High Theoretical Yield = (215.424mg Caffeine)*0.3 = 64.6272mg Caffeine

Theoretical Yield Range, Mass = 21.5-64.6mg

Vacuum Filtration: Tealeaves = 8.976g

Calcium Carbonate = 4.801g

dH20 = 125mL

Extraction: Filtrate Solution Used = 100mL

Separation1, DCM = 15mL

Separation2, DCM = 15mL

Washing, dH20 = 20mL

Solvent Removal: Empty Round-Bottom Flask = 37.989g

Round Bottom Flask + Dried Crude = 38.02g

Crude Caffeine Recovered = 31mg

Experimental Crude Yield = (31mg/215.424mg)*100 = 14.39%

Discussion and Conclusion

Crude caffeine was successfully extracted from tealeaves and the resulting yield fell within the predicted theoretical yield range for this extraction. The maximum theoretical yield of caffeine expected was 30% (minimum=10%) and the experimental yield obtained was approximately 14%. Several assumptions were made when determining the theoretical caffeine concentration of the tealeaves sample: caffeine is present in concentrations of 30mg Caffeine/g Tealeaves, the total caffeine content is evenly dispersed through the solution volume after boiling (269.28mg Caffeine/125mL Solution), the caffeine content in the filtrate used for extraction is proportional to the caffeine content present in the total solution used (215.424mg Caffeine/100mL Solution), these specific experimental procedures yield 10-30% of caffeine. Each assumption represents a possible source of error because the actual outcome of each part of the experiment did not exactly represent the assumed/expected conditions, and the precise values of caffeine concentrations in the samples are unknown. It is possible that the caffeine content of the solution was not uniform throughout its entire volume, so the experimental crude yield recovered may have been increased if the entire filtrate solution collected was used for extraction instead of only a portion. The entire filtrate solution was not used because extraction was to be carried out in a 125mL separatory funnel, which could not contain the entire 125mL filtrate with the 15mL of DCM also required for the process.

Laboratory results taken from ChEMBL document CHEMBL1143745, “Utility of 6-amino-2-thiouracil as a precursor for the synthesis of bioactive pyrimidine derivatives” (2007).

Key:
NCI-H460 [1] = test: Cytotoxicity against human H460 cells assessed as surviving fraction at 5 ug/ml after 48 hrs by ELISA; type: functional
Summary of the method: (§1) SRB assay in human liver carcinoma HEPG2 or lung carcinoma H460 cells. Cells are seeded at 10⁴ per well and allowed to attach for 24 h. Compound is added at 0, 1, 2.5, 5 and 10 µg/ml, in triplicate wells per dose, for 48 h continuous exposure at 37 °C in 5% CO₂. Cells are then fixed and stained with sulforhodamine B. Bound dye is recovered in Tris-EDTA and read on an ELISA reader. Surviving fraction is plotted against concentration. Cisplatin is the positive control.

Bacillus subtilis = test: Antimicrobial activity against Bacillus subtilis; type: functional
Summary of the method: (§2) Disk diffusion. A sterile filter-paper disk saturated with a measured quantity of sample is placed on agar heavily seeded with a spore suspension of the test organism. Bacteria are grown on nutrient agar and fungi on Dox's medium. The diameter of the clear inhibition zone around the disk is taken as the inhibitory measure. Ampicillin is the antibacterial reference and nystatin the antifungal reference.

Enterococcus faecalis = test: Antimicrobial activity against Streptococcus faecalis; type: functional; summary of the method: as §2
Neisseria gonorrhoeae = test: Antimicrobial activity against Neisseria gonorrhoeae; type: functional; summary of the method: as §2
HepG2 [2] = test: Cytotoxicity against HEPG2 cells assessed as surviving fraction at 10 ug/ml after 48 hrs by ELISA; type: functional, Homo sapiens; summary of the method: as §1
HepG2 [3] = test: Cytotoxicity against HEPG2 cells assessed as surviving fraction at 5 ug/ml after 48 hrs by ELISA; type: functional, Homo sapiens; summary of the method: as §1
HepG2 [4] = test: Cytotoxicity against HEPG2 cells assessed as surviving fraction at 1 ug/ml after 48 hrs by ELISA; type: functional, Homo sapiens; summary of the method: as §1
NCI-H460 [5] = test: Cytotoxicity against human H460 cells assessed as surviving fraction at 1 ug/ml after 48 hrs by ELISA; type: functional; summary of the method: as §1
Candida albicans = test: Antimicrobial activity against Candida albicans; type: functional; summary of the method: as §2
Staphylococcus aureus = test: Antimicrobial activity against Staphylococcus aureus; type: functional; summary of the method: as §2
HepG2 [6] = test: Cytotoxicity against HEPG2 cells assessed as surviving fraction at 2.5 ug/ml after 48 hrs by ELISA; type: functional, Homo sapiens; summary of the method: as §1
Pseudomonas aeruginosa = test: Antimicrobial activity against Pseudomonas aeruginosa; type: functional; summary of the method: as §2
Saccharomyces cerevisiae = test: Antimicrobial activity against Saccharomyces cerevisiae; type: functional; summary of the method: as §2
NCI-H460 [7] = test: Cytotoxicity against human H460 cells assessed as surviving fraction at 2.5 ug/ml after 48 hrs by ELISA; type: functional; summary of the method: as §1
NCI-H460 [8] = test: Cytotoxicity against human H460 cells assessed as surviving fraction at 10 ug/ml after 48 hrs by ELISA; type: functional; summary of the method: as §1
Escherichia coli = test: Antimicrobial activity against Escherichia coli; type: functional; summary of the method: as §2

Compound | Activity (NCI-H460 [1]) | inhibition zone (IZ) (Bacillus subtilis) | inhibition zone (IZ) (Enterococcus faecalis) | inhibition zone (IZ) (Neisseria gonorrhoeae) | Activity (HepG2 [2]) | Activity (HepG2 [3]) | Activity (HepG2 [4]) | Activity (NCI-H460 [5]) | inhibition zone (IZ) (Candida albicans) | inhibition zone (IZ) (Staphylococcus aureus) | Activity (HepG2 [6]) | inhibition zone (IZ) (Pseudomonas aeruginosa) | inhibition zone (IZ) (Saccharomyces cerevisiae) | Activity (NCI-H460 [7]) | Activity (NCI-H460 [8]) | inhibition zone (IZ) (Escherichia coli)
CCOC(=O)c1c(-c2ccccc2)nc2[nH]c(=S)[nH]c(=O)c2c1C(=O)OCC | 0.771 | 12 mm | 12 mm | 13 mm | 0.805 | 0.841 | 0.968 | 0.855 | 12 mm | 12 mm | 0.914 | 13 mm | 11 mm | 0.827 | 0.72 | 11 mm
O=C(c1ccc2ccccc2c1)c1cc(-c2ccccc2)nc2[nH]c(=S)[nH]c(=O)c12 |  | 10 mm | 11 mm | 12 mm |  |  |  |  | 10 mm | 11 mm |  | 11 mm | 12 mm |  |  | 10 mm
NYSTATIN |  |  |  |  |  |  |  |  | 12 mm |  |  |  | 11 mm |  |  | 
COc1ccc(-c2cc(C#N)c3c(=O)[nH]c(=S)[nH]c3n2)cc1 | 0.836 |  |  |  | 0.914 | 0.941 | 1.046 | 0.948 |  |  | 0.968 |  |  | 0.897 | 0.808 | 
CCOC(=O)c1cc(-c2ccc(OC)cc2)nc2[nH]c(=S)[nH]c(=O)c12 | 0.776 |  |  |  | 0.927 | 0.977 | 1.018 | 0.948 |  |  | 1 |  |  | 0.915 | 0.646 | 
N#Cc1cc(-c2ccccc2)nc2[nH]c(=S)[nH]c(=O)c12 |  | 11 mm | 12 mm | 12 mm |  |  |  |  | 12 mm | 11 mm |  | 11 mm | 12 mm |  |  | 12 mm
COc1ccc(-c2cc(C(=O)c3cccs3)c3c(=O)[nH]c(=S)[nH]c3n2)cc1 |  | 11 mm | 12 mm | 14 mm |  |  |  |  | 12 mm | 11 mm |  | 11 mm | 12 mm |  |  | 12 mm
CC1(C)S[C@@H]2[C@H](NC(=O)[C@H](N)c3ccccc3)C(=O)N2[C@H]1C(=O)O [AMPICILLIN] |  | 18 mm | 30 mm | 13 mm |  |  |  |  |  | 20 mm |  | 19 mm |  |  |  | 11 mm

Post Lab Questions

Why is the tea boiled with water in this experiment?

In this experiment, the tea is boiled with water because the target compound, caffeine, is highly soluble in water at 100°C.

Why is the aqueous tea solution cooled to 15-20°C before the dichloromethane is added?

Before the dichloromethane is added, the aqueous tea solution must be cooled to 15-20°C to avoid overheating the dichloromethane, which has a boiling point of approximately 40°C. If dichloromethane is boiled or otherwise decomposed into vapor, the fumes emitted will be highly toxic.

Why does the addition of salt (NaCl) to the aqueous layer sometimes help to break up an emulsion that forms in an extraction?

Adding a salt to the aqueous layer will help break up emulsions for two reasons: the salt will dissolve and make the aqueous layer highly ionic, which weakens the strength of the emulsion layer bonds; the density of the aqueous layer will also increase, facilitating its separation from the less dense solvent.